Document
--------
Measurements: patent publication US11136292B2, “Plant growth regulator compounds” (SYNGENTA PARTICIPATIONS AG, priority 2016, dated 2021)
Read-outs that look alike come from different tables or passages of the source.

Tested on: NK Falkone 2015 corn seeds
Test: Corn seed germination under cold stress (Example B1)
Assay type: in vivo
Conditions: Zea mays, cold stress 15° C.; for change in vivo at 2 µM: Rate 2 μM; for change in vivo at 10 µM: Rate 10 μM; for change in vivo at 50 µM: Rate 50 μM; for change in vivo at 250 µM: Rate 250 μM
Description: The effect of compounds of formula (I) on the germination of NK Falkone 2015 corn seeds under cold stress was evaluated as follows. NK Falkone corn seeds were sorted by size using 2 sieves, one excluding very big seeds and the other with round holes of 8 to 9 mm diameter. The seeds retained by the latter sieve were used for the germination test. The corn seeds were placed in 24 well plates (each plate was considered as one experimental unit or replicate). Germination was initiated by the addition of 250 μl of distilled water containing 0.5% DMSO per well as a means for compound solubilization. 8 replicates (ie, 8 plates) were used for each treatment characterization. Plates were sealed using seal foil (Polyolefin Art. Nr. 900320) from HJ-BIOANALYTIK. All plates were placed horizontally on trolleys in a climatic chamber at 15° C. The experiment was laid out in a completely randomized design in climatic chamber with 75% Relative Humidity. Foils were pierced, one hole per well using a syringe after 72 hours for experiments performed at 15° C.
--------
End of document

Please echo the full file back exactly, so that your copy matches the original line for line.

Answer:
Measurements: patent publication US11136292B2, “Plant growth regulator compounds” (SYNGENTA PARTICIPATIONS AG, priority 2016, dated 2021)
Read-outs that look alike come from different tables or passages of the source.

Tested on: NK Falkone 2015 corn seeds
Test: Corn seed germination under cold stress (Example B1)
Assay type: in vivo
Conditions: Zea mays, cold stress 15° C.; for change in vivo at 2 µM: Rate 2 μM; for change in vivo at 10 µM: Rate 10 μM; for change in vivo at 50 µM: Rate 50 μM; for change in vivo at 250 µM: Rate 250 μM
Description: The effect of compounds of formula (I) on the germination of NK Falkone 2015 corn seeds under cold stress was evaluated as follows. NK Falkone corn seeds were sorted by size using 2 sieves, one excluding very big seeds and the other with round holes of 8 to 9 mm diameter. The seeds retained by the latter sieve were used for the germination test. The corn seeds were placed in 24 well plates (each plate was considered as one experimental unit or replicate). Germination was initiated by the addition of 250 μl of distilled water containing 0.5% DMSO per well as a means for compound solubilization. 8 replicates (ie, 8 plates) were used for each treatment characterization. Plates were sealed using seal foil (Polyolefin Art. Nr. 900320) from HJ-BIOANALYTIK. All plates were placed horizontally on trolleys in a climatic chamber at 15° C. The experiment was laid out in a completely randomized design in climatic chamber with 75% Relative Humidity. Foils were pierced, one hole per well using a syringe after 72 hours for experiments performed at 15° C.